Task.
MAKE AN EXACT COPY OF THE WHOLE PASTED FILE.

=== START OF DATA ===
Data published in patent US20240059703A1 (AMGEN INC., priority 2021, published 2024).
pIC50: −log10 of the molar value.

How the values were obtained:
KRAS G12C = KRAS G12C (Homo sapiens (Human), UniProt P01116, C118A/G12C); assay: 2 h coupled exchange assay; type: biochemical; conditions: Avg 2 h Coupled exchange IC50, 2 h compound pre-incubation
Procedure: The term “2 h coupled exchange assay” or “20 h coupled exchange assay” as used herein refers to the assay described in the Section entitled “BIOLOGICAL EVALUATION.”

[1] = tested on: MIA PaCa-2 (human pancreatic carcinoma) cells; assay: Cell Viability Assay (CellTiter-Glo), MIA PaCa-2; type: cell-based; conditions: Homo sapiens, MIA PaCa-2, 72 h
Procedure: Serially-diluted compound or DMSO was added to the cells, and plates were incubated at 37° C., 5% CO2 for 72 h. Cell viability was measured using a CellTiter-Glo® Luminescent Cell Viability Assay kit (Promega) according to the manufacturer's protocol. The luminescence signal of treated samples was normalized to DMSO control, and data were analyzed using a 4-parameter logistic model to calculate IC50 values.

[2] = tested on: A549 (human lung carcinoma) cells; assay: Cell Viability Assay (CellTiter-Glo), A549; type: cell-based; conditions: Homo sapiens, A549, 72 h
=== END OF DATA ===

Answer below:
Data published in patent US20240059703A1 (AMGEN INC., priority 2021, published 2024).
pIC50: −log10 of the molar value.

How the values were obtained:
KRAS G12C = KRAS G12C (Homo sapiens (Human), UniProt P01116, C118A/G12C); assay: 2 h coupled exchange assay; type: biochemical; conditions: Avg 2 h Coupled exchange IC50, 2 h compound pre-incubation
Procedure: The term “2 h coupled exchange assay” or “20 h coupled exchange assay” as used herein refers to the assay described in the Section entitled “BIOLOGICAL EVALUATION.”

[1] = tested on: MIA PaCa-2 (human pancreatic carcinoma) cells; assay: Cell Viability Assay (CellTiter-Glo), MIA PaCa-2; type: cell-based; conditions: Homo sapiens, MIA PaCa-2, 72 h
Procedure: Serially-diluted compound or DMSO was added to the cells, and plates were incubated at 37° C., 5% CO2 for 72 h. Cell viability was measured using a CellTiter-Glo® Luminescent Cell Viability Assay kit (Promega) according to the manufacturer's protocol. The luminescence signal of treated samples was normalized to DMSO control, and data were analyzed using a 4-parameter logistic model to calculate IC50 values.

[2] = tested on: A549 (human lung carcinoma) cells; assay: Cell Viability Assay (CellTiter-Glo), A549; type: cell-based; conditions: Homo sapiens, A549, 72 h